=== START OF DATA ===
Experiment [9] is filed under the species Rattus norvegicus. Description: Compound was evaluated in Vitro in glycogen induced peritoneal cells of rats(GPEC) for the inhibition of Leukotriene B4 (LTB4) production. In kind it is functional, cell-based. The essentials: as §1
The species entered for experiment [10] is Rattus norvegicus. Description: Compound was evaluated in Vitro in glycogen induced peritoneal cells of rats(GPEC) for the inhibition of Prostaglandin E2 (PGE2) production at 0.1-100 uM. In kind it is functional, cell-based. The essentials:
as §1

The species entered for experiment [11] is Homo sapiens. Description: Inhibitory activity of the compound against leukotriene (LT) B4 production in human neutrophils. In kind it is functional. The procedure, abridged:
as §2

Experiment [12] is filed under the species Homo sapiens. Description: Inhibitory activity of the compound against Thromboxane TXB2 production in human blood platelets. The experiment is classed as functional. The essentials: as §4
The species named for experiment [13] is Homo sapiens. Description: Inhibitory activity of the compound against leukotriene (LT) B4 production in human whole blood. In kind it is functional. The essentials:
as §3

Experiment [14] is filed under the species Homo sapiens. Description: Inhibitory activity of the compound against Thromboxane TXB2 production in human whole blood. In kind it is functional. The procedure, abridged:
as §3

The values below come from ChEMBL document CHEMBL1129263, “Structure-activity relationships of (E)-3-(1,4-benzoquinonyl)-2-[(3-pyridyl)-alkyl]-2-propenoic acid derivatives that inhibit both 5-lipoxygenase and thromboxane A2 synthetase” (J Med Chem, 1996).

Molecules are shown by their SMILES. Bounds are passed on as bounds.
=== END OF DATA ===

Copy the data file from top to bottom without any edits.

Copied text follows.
Experiment [9] is filed under the species Rattus norvegicus. Description: Compound was evaluated in Vitro in glycogen induced peritoneal cells of rats(GPEC) for the inhibition of Leukotriene B4 (LTB4) production. In kind it is functional, cell-based. The essentials: as §1
The species entered for experiment [10] is Rattus norvegicus. Description: Compound was evaluated in Vitro in glycogen induced peritoneal cells of rats(GPEC) for the inhibition of Prostaglandin E2 (PGE2) production at 0.1-100 uM. In kind it is functional, cell-based. The essentials:
as §1

The species entered for experiment [11] is Homo sapiens. Description: Inhibitory activity of the compound against leukotriene (LT) B4 production in human neutrophils. In kind it is functional. The procedure, abridged:
as §2

Experiment [12] is filed under the species Homo sapiens. Description: Inhibitory activity of the compound against Thromboxane TXB2 production in human blood platelets. The experiment is classed as functional. The essentials: as §4
The species named for experiment [13] is Homo sapiens. Description: Inhibitory activity of the compound against leukotriene (LT) B4 production in human whole blood. In kind it is functional. The essentials:
as §3

Experiment [14] is filed under the species Homo sapiens. Description: Inhibitory activity of the compound against Thromboxane TXB2 production in human whole blood. In kind it is functional. The procedure, abridged:
as §3

The values below come from ChEMBL document CHEMBL1129263, “Structure-activity relationships of (E)-3-(1,4-benzoquinonyl)-2-[(3-pyridyl)-alkyl]-2-propenoic acid derivatives that inhibit both 5-lipoxygenase and thromboxane A2 synthetase” (J Med Chem, 1996).

Molecules are shown by their SMILES. Bounds are passed on as bounds.